This article needs to be read in the light of Sacramentali Communione (1970) which states:

Otherwise the preference should be for the rite of communion under both kinds by intinction: it is more likely to obviate the practical difficulties and to ensure the reverence due the sacrament more effectively. Intinction makes access to communion under both kinds easier and safer for the faithful of all ages and conditions; at the same time it preserves the truth present in the more complete sign.

[104.] The communicant must not be permitted to intinct the host himself in the chalice, nor to receive the intincted host in the hand. As for the host to be used for the intinction, it should be made of valid matter, also consecrated; it is altogether forbidden to use non-consecrated bread or other matter.


Dear Father Mark,

When RS was promulgated in 2004, I was still an active member of my local Novus Ordo parish. In fact, I was member of the Liturgical Committee.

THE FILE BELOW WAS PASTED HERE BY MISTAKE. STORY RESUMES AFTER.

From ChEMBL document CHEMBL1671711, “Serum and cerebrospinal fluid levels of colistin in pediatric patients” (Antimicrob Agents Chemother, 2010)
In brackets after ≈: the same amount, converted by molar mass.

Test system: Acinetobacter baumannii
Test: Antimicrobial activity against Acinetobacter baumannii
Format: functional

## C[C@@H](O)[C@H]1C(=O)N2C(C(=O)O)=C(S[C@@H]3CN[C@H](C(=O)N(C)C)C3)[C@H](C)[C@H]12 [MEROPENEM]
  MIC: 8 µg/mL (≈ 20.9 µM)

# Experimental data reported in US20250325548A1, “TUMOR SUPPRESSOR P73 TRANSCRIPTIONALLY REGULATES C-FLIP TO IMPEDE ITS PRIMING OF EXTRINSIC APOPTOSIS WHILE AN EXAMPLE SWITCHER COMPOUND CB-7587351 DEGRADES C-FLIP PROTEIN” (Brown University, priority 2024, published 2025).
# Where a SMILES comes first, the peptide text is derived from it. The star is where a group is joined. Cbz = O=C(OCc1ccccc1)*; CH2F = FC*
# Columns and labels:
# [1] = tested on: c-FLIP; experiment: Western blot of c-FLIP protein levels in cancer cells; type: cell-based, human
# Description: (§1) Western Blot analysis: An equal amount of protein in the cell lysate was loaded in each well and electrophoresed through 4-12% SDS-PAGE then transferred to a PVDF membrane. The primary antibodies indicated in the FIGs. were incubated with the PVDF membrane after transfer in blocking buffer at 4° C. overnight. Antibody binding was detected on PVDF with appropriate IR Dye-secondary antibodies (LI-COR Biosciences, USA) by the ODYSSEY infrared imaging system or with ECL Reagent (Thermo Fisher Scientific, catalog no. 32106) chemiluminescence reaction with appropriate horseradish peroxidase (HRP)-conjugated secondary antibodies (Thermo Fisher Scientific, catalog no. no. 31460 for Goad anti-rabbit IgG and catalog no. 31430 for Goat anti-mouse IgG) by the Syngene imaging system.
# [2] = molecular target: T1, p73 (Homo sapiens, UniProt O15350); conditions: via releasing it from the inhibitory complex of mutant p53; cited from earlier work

I would always do my best to softly and gently urge orthodoxy and reverence in all our celebrations. When RS came out, I pointed out it was incumbent on us to implement it thoroughly.

That was in the spring, before our summer break. When fall came, I found that the rules of committee membership had been changed to keep me from the table - you now had to be a parish employee to be a member. That's when the family left our parish altogether, and began attending the TLM thirty miles away.

I'm afraid that's still the attitude of so many parishes regarding RS. Full implementation, even now, would mean a dying to self, and an acknowledgment that Liturgy has absolutely nothing to do with egalitarian sentiments of the right or left; very hard things for American Catholics in particular to come to terms with. The French Revolution and JFK's West Virginia speech have done their job.